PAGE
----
President of Ireland
Overview
 
The President of Ireland is the head of state
Head of State
A head of state is the individual that serves as the chief public representative of a monarchy, republic, federation, commonwealth or other kind of state. His or her role generally includes legitimizing the state and exercising the political powers, functions, and duties granted to the head of...

 of Ireland
Republic of Ireland
Ireland , described as the Republic of Ireland , is a sovereign state in Europe occupying approximately five-sixths of the island of the same name. Its capital is Dublin. Ireland, which had a population of 4.58 million in 2011, is a constitutional republic governed as a parliamentary democracy,...

. The President is usually directly elected by the people for seven years, and can be elected for a maximum of two terms. The presidency is largely a ceremonial office
Figurehead
A figurehead is a carved wooden decoration found at the prow of ships largely made between the 16th and 19th century.-History:Although earlier ships had often had some form of bow ornamentation A figurehead is a carved wooden decoration found at the prow of ships largely made between the 16th and...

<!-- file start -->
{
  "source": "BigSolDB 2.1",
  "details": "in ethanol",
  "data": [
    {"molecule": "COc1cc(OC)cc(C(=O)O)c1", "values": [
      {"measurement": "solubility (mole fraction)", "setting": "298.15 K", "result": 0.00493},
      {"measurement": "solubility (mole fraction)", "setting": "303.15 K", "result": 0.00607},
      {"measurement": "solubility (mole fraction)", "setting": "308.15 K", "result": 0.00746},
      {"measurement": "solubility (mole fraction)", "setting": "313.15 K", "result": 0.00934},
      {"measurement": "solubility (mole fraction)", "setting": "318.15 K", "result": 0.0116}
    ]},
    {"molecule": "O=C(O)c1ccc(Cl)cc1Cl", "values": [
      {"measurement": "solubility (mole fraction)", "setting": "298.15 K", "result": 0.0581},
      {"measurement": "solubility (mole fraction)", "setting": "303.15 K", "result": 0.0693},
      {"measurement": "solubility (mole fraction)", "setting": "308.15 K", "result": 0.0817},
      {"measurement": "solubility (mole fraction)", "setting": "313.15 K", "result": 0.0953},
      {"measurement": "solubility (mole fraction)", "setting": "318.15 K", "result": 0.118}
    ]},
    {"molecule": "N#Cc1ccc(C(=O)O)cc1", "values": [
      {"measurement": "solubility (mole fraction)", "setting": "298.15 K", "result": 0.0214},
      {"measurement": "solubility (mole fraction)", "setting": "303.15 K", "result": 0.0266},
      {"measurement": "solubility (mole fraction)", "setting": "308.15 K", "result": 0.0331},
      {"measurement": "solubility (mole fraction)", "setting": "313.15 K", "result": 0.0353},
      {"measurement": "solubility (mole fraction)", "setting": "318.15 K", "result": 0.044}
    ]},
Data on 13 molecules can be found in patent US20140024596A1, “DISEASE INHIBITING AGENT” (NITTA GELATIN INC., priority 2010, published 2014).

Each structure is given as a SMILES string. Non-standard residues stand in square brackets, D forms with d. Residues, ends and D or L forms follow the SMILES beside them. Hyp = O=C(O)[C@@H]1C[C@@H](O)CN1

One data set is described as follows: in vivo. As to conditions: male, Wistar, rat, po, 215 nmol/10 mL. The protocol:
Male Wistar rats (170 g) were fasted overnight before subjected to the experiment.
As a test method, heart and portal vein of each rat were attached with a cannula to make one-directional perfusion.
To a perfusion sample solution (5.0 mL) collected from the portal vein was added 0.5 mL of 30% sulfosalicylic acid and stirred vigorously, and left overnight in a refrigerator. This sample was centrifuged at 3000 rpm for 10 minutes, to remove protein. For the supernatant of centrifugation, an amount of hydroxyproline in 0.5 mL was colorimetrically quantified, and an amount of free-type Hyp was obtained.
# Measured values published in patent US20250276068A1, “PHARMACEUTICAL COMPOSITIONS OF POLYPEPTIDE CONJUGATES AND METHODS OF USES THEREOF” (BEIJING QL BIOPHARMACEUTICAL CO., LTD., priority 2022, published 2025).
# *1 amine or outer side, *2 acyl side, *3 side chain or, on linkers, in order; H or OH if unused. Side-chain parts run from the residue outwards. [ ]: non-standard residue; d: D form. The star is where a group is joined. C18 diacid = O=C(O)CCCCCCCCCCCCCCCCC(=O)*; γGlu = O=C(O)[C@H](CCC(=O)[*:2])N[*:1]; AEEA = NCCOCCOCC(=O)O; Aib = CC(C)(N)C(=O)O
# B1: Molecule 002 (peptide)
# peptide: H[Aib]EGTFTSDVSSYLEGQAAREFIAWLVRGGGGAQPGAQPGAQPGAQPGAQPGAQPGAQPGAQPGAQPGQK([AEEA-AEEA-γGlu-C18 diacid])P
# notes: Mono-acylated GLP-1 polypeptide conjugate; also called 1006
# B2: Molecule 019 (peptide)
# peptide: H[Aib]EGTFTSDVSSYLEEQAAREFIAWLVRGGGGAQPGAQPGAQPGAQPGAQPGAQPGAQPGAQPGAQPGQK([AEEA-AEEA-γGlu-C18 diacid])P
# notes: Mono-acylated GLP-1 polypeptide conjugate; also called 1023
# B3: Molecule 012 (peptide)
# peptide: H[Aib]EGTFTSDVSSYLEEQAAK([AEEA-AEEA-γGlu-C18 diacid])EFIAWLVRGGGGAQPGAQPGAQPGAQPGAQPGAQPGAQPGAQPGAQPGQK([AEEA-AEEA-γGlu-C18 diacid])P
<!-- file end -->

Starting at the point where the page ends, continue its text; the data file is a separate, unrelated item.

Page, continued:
, but the President does exercise certain limited powers with absolute discretion. The President's official residence is Áras an Uachtaráin
Áras an Uachtaráin
Áras an Uachtaráin , formerly the Viceregal Lodge, is the official residence of the President of Ireland. It is located in the Phoenix Park on the northside of Dublin.-Origins:...

 in Dublin. The office was established by the Constitution of Ireland
Constitution of Ireland
The Constitution of Ireland is the fundamental law of the Irish state. The constitution falls broadly within the liberal democratic tradition. It establishes an independent state based on a system of representative democracy and guarantees certain fundamental rights, along with a popularly elected...